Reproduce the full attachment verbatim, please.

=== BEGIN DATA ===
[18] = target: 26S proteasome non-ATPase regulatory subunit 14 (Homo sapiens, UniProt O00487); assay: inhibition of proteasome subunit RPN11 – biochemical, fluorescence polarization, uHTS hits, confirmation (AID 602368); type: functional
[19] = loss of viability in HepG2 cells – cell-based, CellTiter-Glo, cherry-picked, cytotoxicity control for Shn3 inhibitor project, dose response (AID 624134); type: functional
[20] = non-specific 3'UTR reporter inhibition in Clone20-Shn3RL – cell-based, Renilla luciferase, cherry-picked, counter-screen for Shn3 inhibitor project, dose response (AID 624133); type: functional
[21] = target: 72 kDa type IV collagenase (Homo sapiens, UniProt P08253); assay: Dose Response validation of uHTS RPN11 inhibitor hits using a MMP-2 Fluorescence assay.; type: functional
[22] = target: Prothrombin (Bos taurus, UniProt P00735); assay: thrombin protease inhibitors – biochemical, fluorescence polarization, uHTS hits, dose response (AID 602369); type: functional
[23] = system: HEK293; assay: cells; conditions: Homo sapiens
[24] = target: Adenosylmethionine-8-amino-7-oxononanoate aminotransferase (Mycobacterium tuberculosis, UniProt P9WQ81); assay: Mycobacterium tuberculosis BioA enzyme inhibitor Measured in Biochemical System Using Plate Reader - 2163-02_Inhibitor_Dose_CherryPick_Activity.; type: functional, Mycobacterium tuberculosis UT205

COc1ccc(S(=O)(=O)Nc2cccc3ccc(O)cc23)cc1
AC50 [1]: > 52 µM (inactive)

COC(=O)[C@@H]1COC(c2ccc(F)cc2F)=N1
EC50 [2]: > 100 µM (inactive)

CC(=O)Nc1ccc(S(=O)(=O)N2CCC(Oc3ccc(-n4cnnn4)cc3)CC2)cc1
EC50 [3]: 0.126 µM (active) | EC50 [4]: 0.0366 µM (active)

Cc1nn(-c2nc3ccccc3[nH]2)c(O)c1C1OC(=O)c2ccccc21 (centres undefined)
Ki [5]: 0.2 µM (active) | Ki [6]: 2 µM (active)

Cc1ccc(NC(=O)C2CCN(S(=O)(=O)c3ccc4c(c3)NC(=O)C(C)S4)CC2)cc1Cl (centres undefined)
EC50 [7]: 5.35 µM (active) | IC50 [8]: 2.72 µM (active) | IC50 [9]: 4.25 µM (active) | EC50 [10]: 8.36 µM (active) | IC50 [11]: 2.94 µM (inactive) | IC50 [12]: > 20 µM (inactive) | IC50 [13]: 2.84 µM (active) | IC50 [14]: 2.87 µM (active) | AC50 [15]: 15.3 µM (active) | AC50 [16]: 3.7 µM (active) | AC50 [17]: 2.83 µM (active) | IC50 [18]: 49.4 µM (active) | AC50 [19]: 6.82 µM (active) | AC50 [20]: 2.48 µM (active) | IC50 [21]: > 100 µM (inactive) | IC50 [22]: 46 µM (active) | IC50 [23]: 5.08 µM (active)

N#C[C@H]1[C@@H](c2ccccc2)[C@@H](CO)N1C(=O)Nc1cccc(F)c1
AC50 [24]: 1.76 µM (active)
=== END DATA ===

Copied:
[18] = target: 26S proteasome non-ATPase regulatory subunit 14 (Homo sapiens, UniProt O00487); assay: inhibition of proteasome subunit RPN11 – biochemical, fluorescence polarization, uHTS hits, confirmation (AID 602368); type: functional
[19] = loss of viability in HepG2 cells – cell-based, CellTiter-Glo, cherry-picked, cytotoxicity control for Shn3 inhibitor project, dose response (AID 624134); type: functional
[20] = non-specific 3'UTR reporter inhibition in Clone20-Shn3RL – cell-based, Renilla luciferase, cherry-picked, counter-screen for Shn3 inhibitor project, dose response (AID 624133); type: functional
[21] = target: 72 kDa type IV collagenase (Homo sapiens, UniProt P08253); assay: Dose Response validation of uHTS RPN11 inhibitor hits using a MMP-2 Fluorescence assay.; type: functional
[22] = target: Prothrombin (Bos taurus, UniProt P00735); assay: thrombin protease inhibitors – biochemical, fluorescence polarization, uHTS hits, dose response (AID 602369); type: functional
[23] = system: HEK293; assay: cells; conditions: Homo sapiens
[24] = target: Adenosylmethionine-8-amino-7-oxononanoate aminotransferase (Mycobacterium tuberculosis, UniProt P9WQ81); assay: Mycobacterium tuberculosis BioA enzyme inhibitor Measured in Biochemical System Using Plate Reader - 2163-02_Inhibitor_Dose_CherryPick_Activity.; type: functional, Mycobacterium tuberculosis UT205

COc1ccc(S(=O)(=O)Nc2cccc3ccc(O)cc23)cc1
AC50 [1]: > 52 µM (inactive)

COC(=O)[C@@H]1COC(c2ccc(F)cc2F)=N1
EC50 [2]: > 100 µM (inactive)

CC(=O)Nc1ccc(S(=O)(=O)N2CCC(Oc3ccc(-n4cnnn4)cc3)CC2)cc1
EC50 [3]: 0.126 µM (active) | EC50 [4]: 0.0366 µM (active)

Cc1nn(-c2nc3ccccc3[nH]2)c(O)c1C1OC(=O)c2ccccc21 (centres undefined)
Ki [5]: 0.2 µM (active) | Ki [6]: 2 µM (active)

Cc1ccc(NC(=O)C2CCN(S(=O)(=O)c3ccc4c(c3)NC(=O)C(C)S4)CC2)cc1Cl (centres undefined)
EC50 [7]: 5.35 µM (active) | IC50 [8]: 2.72 µM (active) | IC50 [9]: 4.25 µM (active) | EC50 [10]: 8.36 µM (active) | IC50 [11]: 2.94 µM (inactive) | IC50 [12]: > 20 µM (inactive) | IC50 [13]: 2.84 µM (active) | IC50 [14]: 2.87 µM (active) | AC50 [15]: 15.3 µM (active) | AC50 [16]: 3.7 µM (active) | AC50 [17]: 2.83 µM (active) | IC50 [18]: 49.4 µM (active) | AC50 [19]: 6.82 µM (active) | AC50 [20]: 2.48 µM (active) | IC50 [21]: > 100 µM (inactive) | IC50 [22]: 46 µM (active) | IC50 [23]: 5.08 µM (active)

N#C[C@H]1[C@@H](c2ccccc2)[C@@H](CO)N1C(=O)Nc1cccc(F)c1
AC50 [24]: 1.76 µM (active)